4.63 from 8 votes
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Course: Vegan Recipes
Cuisine: Romanian
Prep Time: 30 minutes
Cook Time: 40 minutes
Total Time: 1 hour 10 minutes
Servings: 4
Calories: 374kcal
Author: Adina


  • 150 g/ 5.3 dry soy granules or soy chunks See note
  • 500 ml/ 1 pint/ 2 cups good quality vegetable broth
  • 125 ml/ 4.2 fl.oz/ ¼ cup red wine optional – it can be replaced with more vegetable broth
  • 2 tablespoons olive oil
  • 2 medium onions
  • 1 medium eggplant
  • 3 small carrots
  • 2 red bell peppers
  • 1 small can sliced mushrooms
  • 2 tablespoons tomato paste
  • 2 tablespoons all-purpose flour
  • 2 medium tomatoes
  • 2 large garlic cloves
  • 1 teaspoon cumin
  • 1 tablespoons marjoram
  • 1 teaspoon sweet paprika powder
  • 1-2 tablespoons cornstarch optional for a thicker sauce
  • fine sea salt and pepper
  • 1-2 tablespoons fresh parsley or chives


  • Place the soy granules or chunks in a large heat proof bowl. Bring the vegetable broth to a boil and pour it over the soy. Stir well and add the red wine if using. Let stand for about 30 minutes if you are using chunks and about 15-20 minutes if using granules. Read the packet's instructions to make sure you soak the soy appropriately.
  • In the meantime prepare the vegetables, but keep them separate. Chop the onions finely and set aside.
  • Cut the eggplant into small cubes, slice the carrots and chop the peppers, place these three items together in a bowl.
  • Deseed and chop the tomatoes, drain the mushrooms, grate the garlic. You can place these three ingredients together in another bowl.
  • Drain the soy granules/chunks and reserve the soaking liquid. Squeeze the soy well to remove as much liquid as possible. To do this I place the soy in the fine sieve and press it with a large spoon.
  • Heat the oil in a large cast iron or non-stick pot. Add the soy and fry for about 3 minutes, stirring often, until it starts to get some color.
  • Add the onions and continue cooking until the onions are translucent, about 3 more minutes.
  • Add the eggplant, carrots and peppers and cook for 2 minutes more, stirring well a few times in between.
  • Add the tomato paste and the flour and stir well to coat. Cook for one minute while stirring, then add the soaking liquid, tomatoes, drained mushrooms, garlic, salt and pepper. Add the cumin, marjoram and paprika powder as well.
  • Stir well, cover leaving a crack open, turn the heat down and cook gently for about 20 minutes or until the vegetables are tender. Remove the lid and cook on a higher heat for another 5 minutes or so until the sauce thickens slightly.
  • If you like a thicker sauce, you can thicken it with 1-2 tablespoons cornstarch mixed with a little water to form a paste. Stir this mixture into the cooking sauce while whisking all the time and let bubble once or twice.
  • Adjust the taste with salt and pepper, sprinkle the stew with chopped herbs and serve with polenta, bread dumplings, rice, noodles, potatoes, quinoa, millet etc.


Read the packet's instructions, because the soaking time the soy needs is different, the chunks will generally need a bit longer.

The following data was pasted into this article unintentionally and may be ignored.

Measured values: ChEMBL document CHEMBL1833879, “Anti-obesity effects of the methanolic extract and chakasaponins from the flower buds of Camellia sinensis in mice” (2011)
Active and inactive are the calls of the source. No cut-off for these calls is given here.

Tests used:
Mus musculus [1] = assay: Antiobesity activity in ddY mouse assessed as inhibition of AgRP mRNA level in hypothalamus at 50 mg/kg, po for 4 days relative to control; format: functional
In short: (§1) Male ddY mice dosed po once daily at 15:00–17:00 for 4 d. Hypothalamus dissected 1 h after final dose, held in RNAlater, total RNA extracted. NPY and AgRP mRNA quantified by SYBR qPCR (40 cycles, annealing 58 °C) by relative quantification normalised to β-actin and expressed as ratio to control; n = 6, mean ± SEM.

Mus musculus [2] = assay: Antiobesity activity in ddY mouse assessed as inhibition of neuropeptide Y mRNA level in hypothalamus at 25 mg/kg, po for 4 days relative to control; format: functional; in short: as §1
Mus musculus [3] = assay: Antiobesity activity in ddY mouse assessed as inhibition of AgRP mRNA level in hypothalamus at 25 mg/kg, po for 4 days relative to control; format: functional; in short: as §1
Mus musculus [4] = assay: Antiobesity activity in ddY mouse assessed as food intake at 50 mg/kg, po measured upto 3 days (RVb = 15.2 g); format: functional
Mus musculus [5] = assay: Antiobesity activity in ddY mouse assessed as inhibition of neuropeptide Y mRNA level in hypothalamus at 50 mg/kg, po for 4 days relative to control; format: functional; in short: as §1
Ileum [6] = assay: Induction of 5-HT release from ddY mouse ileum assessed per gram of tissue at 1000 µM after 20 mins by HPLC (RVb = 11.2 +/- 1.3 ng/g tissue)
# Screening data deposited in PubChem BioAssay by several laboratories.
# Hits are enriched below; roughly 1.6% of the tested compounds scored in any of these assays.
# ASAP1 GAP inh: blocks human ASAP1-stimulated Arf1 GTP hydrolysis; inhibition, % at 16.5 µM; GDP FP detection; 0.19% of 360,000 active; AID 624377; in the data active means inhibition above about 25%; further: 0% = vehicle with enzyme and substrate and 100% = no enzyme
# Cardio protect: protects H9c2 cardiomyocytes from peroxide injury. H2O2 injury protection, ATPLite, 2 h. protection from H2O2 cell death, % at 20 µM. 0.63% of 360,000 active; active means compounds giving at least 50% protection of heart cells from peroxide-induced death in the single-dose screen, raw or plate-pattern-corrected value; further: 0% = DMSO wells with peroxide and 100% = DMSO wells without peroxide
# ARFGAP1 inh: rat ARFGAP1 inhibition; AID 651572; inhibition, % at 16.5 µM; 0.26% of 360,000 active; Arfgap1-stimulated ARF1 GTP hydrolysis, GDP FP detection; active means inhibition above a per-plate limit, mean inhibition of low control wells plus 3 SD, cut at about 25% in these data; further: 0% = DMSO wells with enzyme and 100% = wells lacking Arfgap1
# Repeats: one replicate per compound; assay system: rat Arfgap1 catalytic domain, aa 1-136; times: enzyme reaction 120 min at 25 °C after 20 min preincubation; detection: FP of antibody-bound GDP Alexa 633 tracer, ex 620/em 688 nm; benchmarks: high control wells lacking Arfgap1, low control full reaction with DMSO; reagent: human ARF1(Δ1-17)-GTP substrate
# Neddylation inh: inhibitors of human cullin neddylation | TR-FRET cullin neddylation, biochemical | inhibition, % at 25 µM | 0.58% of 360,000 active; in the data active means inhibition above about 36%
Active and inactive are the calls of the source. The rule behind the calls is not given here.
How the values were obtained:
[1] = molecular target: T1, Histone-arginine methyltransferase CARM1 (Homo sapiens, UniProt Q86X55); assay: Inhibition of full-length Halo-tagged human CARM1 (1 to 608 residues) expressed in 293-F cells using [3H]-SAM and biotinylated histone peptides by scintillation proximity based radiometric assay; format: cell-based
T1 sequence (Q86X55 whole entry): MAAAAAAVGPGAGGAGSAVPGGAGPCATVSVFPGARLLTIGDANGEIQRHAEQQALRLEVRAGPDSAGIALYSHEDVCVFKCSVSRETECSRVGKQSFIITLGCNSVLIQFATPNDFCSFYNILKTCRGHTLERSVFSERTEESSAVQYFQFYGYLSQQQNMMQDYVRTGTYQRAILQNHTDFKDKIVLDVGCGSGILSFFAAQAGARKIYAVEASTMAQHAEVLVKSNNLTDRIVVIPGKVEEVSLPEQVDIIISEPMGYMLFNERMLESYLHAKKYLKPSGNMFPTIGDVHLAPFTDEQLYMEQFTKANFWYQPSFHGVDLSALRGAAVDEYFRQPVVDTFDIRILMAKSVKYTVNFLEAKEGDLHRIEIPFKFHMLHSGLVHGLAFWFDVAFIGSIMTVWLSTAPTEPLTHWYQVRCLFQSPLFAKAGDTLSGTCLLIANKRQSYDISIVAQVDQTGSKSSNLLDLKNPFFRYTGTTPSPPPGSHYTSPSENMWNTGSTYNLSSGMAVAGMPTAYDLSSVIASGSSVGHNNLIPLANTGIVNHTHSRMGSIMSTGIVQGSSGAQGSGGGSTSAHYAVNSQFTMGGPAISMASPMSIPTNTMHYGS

Serving: 1/4 of the dish | Calories: 374kcal | Carbohydrates: 38g | Protein: 38g | Fat: 9g | Saturated Fat: 1g | Polyunsaturated Fat: 7g | Sodium: 1061mg | Fiber: 8g | Sugar: 15g
Tried this Recipe? Pin it for Later!Mention @adinabeck or tag #WhereIsMySpoon!

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Recipe Rating


Friday 5th of October 2018

Quick question - as in my country I have so far never seen soy chunks/granules being sold. How would I go about using just plain soy beans, do I just soak overnight, then boil as other beans and then use fresh ones?


Friday 5th of October 2018

Hi Andrew. Soy beans are completely different from soy granules or chunks, not similar in any way, so using beans will make this a completely different dish. However, soy beans have to be soaked overnight and then cooked until tender, the dry sort of soy beans, fresh ones are not available here. ☺

Valentina | The Baking Fairy

Saturday 18th of March 2017

This looks absolutely delicious! I'm always looking for new vegetarian/vegan recipes to try and this looks so easy and yummy. :)


Friday 17th of March 2017

Have you ever tasted Tempeh before? In Indonesia Tempeh is very popular and it is made of soy beans and great source of protein. Now it makes me wonder if the soy granules /chunks tastes similar to tempeh. I love chunky looking stew like that too !


Friday 17th of March 2017

I had Tempeh and liked it, but they are not very similar. Both delicious though!


Thursday 16th of March 2017

It looks fantastic. I'd never guess it's vegan (or even vegetarian). I've never had these granules but when I was a vegetarian for a year (haha, I was 17 at the time I think) I used to cook something similar with soy chunks which looked like cubed meat. They actually were really good! Many people mix up cumin and caraway and in my French-speaking region of Switzerland they put the word "cumin" on the products labelled both "kummel" and "kreuzkummel", so luckily we have correct German words on our labels too! (Italian too actually). On the other hand the seeds are so similar when one looks at them... no wonder they are easy to mix up. I grew up knowing that cumin was the "exotic" seed and caraway the stuff grown in my country, so this is the only reason why I know the difference, but when I see the dry seeds I find them almost identical.


Thursday 16th of March 2017

What an amazing recipe! I love soy chunks. I'm going to try this out! Love the new look of your blog!